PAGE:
MIT’s Karen Gleason to Receive AIChE’s Margaret H. Rousseau Pioneer Award

ChEnected is introducing readers to the recipients of AIChE’s 2021 Institute and Board of Directors’ Awards. These are AIChE’s highest honors, and all candidates are nominated by the chemical engineering community and voted upon by the members of AIChE’s volunteer-led Awards Committee. The awards acknowledge outstanding achievements across a spectrum of chemical engineering endeavors.

The Margaret Hutchinson Rousseau Pioneer Award for Lifetime Achievement by a Woman Chemical Engineer is given to a member of AIChE who has made significant contributions to chemical engineering, and who has paved the way for women to have a greater impact on the profession.

The award is sponsored by Pfizer and is named for Margaret Hutchinson Rousseau, the first woman member of AIChE and a pioneer at Pfizer, where she designed the first deep-tank penicillin fermentation commercial plant during World War II. 

Dr. Gleason’s recognition

This year’s honoree is Karen K. Gleason, the Alexander and I. Michael Kasser Professor of Chemical Engineering, Emerita, at the Massachusetts Institute of Technology (MIT). 

Dr. Gleason is being honored “for her pioneering research and commercialization of chemical vapor deposition (CVD) for advanced surface functionalization with polymers, and for university leadership including advancement opportunities for women.”

Gleason and the other honorees will receive their prizes at the 2021 AIChE Annual Meeting, November 7–11 in Boston, Massachusetts. A video presentation of the awards will be available for viewing the following week at a virtual version of the Annual Meeting.      

More about this year’s award winner

Karen Gleason’s seminal research on polymers derived from vacuum chemical vapor deposition (CVD) processes has been documented in more than 50 journal articles, three books, and more than 40 U.S. patents. By avoiding non-selective chemical reactions, Gleason and her team have invented mechanistic-based CVD processes that have achieved rapid growth rates on surfaces held near room temperature. These CVD methods have resulted in numerous commercial applications, and Gleason has co-founded two technology companies that manufacture CVD polymer surface modification layers for industrial parts.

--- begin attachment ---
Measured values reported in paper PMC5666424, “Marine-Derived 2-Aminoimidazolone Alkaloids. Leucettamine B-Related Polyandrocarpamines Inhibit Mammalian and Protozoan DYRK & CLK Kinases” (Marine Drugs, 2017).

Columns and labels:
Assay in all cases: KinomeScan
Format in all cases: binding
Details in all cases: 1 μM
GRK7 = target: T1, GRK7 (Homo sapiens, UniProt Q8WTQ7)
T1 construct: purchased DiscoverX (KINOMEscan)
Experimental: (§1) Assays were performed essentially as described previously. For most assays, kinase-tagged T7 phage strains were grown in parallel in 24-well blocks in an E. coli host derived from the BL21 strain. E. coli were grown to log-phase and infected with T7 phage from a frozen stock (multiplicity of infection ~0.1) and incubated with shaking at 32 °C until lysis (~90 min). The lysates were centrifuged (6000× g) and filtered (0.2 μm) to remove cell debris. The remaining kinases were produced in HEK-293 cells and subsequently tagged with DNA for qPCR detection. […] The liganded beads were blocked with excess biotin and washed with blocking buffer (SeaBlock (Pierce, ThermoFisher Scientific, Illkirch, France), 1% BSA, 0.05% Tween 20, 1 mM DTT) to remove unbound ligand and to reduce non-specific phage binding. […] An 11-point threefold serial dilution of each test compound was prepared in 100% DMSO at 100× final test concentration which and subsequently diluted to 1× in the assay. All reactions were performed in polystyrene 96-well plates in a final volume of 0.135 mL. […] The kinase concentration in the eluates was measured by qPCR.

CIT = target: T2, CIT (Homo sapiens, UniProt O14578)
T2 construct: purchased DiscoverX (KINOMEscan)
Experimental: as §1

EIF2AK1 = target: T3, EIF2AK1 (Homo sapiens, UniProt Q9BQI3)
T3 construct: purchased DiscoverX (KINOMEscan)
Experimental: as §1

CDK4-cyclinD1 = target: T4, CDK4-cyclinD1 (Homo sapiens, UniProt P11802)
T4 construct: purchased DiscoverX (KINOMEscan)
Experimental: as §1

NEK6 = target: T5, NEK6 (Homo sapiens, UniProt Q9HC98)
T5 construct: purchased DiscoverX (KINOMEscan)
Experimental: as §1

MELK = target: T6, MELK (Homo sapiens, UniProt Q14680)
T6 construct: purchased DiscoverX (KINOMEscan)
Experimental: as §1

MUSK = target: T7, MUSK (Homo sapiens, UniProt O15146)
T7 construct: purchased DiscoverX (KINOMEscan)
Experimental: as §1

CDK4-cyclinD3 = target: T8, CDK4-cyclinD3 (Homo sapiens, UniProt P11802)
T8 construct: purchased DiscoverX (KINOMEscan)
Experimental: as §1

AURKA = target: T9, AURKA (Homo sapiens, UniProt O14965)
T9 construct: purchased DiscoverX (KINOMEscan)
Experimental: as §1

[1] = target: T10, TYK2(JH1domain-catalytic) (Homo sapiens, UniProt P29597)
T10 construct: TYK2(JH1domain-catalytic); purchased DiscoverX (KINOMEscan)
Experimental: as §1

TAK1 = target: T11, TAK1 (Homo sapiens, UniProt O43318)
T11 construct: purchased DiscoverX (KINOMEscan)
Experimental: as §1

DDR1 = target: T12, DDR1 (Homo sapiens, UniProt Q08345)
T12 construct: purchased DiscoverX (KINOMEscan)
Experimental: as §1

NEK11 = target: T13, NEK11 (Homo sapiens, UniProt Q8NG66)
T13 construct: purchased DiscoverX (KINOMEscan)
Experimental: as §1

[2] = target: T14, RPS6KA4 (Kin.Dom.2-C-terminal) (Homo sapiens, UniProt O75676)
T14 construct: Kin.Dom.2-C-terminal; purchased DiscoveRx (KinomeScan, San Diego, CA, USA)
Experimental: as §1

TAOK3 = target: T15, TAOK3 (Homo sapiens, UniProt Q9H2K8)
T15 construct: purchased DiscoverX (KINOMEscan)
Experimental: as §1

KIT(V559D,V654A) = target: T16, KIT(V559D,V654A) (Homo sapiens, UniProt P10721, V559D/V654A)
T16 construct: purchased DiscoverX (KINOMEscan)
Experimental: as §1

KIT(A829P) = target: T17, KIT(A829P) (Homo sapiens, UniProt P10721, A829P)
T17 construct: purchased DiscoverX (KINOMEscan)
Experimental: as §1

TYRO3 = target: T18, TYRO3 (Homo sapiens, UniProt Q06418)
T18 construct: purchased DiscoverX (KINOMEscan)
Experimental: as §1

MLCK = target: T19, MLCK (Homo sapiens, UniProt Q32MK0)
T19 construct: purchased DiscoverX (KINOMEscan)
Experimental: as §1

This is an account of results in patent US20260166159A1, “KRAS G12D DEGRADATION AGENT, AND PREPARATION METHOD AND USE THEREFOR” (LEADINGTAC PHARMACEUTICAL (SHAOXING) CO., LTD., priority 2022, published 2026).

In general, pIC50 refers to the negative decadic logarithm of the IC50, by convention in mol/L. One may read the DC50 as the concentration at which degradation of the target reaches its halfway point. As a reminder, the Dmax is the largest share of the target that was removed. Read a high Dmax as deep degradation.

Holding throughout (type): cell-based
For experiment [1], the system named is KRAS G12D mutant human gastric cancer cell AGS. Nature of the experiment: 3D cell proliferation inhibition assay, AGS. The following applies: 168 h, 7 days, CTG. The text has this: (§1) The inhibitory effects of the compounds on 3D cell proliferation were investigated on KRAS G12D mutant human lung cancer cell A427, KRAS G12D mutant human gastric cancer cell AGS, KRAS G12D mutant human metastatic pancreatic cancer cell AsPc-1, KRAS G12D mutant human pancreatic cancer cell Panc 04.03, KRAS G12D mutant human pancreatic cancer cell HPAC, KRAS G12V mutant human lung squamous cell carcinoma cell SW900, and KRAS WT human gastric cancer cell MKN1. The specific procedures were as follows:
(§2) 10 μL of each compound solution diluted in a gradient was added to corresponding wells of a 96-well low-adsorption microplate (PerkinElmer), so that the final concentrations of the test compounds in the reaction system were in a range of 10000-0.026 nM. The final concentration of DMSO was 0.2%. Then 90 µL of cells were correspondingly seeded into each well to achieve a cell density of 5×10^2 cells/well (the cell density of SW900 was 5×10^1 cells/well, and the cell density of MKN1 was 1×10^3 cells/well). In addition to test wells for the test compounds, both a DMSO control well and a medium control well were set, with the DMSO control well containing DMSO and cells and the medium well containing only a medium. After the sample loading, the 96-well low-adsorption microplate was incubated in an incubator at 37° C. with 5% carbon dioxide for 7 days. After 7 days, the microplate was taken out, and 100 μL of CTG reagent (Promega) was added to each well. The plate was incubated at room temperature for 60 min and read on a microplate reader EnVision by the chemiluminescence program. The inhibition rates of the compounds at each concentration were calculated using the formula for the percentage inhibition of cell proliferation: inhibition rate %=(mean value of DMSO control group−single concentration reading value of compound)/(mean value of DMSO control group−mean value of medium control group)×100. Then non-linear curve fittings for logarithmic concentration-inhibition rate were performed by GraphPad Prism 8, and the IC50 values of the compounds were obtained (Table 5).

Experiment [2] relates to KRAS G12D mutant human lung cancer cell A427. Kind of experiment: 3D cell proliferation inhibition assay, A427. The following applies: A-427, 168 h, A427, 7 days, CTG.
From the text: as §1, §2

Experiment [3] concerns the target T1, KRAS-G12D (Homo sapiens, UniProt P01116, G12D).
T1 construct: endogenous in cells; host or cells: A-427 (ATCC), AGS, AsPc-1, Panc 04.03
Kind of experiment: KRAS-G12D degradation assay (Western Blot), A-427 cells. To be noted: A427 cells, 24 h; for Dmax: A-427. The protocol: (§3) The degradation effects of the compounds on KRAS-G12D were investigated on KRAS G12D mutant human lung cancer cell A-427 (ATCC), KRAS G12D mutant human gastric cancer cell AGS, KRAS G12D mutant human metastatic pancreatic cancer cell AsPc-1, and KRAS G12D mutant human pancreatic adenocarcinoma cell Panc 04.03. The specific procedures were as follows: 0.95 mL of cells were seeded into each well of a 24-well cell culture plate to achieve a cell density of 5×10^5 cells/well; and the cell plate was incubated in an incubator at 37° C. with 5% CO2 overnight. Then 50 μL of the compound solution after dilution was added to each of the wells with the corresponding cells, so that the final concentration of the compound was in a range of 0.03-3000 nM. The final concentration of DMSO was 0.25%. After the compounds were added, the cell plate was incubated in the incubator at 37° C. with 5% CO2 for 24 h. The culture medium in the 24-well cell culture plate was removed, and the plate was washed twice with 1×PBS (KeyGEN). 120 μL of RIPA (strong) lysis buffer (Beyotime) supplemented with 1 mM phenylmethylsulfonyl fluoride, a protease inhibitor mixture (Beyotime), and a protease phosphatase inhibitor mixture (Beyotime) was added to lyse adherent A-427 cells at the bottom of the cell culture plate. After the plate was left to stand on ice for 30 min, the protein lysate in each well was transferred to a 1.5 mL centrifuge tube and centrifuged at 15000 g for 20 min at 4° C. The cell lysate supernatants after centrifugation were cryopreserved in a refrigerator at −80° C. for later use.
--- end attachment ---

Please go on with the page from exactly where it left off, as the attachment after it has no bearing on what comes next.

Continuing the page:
Gleason joined the MIT faculty in 1987 and became the first woman to receive tenure in the Department of Chemical Engineering. More than 20 of Professor Gleason’s research advisees hold tenured or tenure-track faculty positions. Ten of these happen to be women. She has also spearheaded the hiring of women faculty at MIT by creating the Rising Stars Program in Chemical Engineering, which identifies outstanding early-career women and encourages them to apply for faculty positions.

Gleason’s leadership roles at MIT have included Associate Provost, Associate Dean of Engineering, Associate Director for the Institute of Soldier Nanotechnologies, and Executive Officer of the Chemical Engineering Department. Currently, she is a deputy editor for the journal Science Advances, published by the American Association for the Advancement of Science (AAAS). 

She is a member of the U.S. National Academy of Engineering and a Fellow of AIChE. Previous honors from AIChE include the 2019 Prausnitz Institute Lecture and the 2015 Charles M. A. Stine (now Braskem) Award from the Materials Engineering and Sciences Division. Gleason earned her PhD in chemical engineering from the University of California at Berkeley, and her BS and MS degrees at MIT, where she also won All-American honors in swimming.

Stay in the know

You can read about all the recipients of the 2021 Institute and Board of Directors’ Awards in this series. For a listing of all awards presented by AIChE, visit